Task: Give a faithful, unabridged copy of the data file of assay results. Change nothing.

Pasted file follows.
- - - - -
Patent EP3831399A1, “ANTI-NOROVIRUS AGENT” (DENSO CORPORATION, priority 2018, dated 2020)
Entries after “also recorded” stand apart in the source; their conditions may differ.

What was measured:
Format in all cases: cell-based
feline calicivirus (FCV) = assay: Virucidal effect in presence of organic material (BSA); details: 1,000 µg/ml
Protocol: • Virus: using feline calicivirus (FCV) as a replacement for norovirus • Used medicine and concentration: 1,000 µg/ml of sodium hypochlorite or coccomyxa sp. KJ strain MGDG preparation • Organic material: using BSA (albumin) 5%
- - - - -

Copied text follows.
Patent EP3831399A1, “ANTI-NOROVIRUS AGENT” (DENSO CORPORATION, priority 2018, dated 2020)
Entries after “also recorded” stand apart in the source; their conditions may differ.

What was measured:
Format in all cases: cell-based
feline calicivirus (FCV) = assay: Virucidal effect in presence of organic material (BSA); details: 1,000 µg/ml
Protocol: • Virus: using feline calicivirus (FCV) as a replacement for norovirus • Used medicine and concentration: 1,000 µg/ml of sodium hypochlorite or coccomyxa sp. KJ strain MGDG preparation • Organic material: using BSA (albumin) 5%